The idea of aluminum rolled out over the entire floor is a very intriguing idea too... really good heat dispersal. But you will need to go over it with something like 1/4" Hadibacker before you put on your tiles. 1/4" Hardibacker is pretty good as a thermal conductor, better than plywood... not quite as good for thermal transfer as Durock or Wonderboard, but a much better candidate for withstanding foot traffic.

TAKE MANY PIX!!!

Regards,

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Old 05-03-11, 01:14 PM   #114
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Default testbed for plates and DIY plates

I made a test bed of "sleepers" for installing
and I made a jig to fold per my friend's suggestion.
When the "c-channel" of flashing is flattened out,
the two short sides "should" become channels
for 1/2" PEX. I might need to tune it...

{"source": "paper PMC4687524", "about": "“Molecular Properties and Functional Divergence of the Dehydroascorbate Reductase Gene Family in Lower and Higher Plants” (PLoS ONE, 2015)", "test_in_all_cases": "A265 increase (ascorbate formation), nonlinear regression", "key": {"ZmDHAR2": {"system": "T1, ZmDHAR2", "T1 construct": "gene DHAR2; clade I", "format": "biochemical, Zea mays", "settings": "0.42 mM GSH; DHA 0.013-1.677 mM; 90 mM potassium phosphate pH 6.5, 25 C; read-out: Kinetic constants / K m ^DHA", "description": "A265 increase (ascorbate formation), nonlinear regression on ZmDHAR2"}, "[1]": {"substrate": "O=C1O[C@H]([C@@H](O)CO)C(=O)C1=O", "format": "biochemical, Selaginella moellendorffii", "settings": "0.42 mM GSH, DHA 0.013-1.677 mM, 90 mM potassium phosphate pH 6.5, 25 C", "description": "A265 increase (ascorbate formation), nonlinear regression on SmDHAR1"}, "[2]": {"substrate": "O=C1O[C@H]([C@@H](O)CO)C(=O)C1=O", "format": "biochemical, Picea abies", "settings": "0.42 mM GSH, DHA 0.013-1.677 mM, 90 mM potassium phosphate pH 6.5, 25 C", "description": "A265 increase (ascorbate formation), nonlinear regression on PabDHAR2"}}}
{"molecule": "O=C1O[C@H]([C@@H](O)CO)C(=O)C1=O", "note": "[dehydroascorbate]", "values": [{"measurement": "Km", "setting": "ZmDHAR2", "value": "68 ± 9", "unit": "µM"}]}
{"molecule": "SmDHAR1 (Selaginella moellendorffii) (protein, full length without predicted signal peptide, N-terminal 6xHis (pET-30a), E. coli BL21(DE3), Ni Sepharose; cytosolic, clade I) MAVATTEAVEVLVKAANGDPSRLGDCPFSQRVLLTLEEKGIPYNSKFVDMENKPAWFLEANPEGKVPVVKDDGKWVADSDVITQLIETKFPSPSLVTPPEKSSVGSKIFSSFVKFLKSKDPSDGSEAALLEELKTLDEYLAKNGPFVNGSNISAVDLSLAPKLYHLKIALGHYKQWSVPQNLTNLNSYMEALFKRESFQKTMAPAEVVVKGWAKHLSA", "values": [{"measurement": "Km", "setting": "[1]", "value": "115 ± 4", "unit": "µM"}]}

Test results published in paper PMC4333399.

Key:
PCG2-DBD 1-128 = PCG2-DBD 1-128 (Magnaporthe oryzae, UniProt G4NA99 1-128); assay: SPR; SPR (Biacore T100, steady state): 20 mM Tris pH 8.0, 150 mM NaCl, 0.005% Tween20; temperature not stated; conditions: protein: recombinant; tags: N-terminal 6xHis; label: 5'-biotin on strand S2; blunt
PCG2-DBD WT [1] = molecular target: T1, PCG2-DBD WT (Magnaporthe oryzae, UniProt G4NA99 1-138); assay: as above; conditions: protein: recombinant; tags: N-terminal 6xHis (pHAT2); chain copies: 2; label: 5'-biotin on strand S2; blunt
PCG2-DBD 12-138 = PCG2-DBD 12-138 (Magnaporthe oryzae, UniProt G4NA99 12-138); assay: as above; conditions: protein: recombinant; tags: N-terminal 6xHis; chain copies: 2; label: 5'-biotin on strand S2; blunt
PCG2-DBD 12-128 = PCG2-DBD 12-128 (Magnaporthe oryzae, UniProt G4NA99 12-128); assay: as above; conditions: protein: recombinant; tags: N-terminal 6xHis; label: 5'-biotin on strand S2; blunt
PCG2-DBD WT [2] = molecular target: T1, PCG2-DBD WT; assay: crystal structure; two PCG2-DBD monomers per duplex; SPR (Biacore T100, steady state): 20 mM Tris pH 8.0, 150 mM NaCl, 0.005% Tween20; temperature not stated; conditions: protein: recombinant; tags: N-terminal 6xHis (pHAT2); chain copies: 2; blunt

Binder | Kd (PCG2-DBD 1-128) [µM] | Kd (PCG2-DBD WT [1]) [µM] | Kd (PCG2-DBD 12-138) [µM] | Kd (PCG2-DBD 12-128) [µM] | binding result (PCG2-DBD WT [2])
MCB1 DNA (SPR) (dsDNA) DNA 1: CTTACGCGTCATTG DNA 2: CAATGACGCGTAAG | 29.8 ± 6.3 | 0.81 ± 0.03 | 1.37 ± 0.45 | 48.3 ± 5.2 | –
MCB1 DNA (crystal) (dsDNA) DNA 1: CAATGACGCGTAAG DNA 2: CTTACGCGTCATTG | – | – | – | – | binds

need to redo the sleepers.
I'll post if it works.

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Old 05-05-11, 12:06 PM   #115
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Default Homde-made heat plates

My friend suggested a way to make a channel
in aluminum plate for the tubing.

I figured out how to make 2 channels...

Here I show the C-Channel made from 18" flashing
and what it looks like installed.

It is installed on a mock up for an
under-floor staple-up.

I also included a picture of Radiantec installed.
It was almost as much work.
They sent me single-channel plates,
saying they are better for my above-floor,
tiled application.
I'm not convinced yet.

Need to get the right size staples.
And a good staple gun.
I got long staples and medium long nails,
should have gotten short staples.

I did not try my plates on a testbed of sleepers
for over-the-floor. I am still grappling with the